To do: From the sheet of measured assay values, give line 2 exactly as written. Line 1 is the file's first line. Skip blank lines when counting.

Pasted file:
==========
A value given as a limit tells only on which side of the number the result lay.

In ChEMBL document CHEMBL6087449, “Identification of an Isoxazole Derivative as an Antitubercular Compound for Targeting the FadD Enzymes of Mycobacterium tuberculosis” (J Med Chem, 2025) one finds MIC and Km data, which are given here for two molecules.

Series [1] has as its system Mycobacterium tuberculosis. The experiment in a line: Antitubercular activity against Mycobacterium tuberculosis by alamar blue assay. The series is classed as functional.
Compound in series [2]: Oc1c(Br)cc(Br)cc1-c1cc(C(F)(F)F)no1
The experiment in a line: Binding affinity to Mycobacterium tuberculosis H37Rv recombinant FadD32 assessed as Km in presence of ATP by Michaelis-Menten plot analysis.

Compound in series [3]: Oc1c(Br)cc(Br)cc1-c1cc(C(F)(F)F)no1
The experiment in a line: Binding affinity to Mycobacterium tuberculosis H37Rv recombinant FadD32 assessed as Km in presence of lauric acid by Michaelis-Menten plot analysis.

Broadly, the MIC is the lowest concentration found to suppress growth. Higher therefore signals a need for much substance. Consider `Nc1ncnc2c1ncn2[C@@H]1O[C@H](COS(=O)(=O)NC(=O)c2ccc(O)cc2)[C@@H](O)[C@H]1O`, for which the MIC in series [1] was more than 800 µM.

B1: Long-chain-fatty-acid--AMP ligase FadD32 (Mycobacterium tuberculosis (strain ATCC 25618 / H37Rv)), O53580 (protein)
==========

In ChEMBL document CHEMBL6087449, “Identification of an Isoxazole Derivative as an Antitubercular Compound for Targeting the FadD Enzymes of Mycobacterium tuberculosis” (J Med Chem, 2025) one finds MIC and Km data, which are given here for two molecules.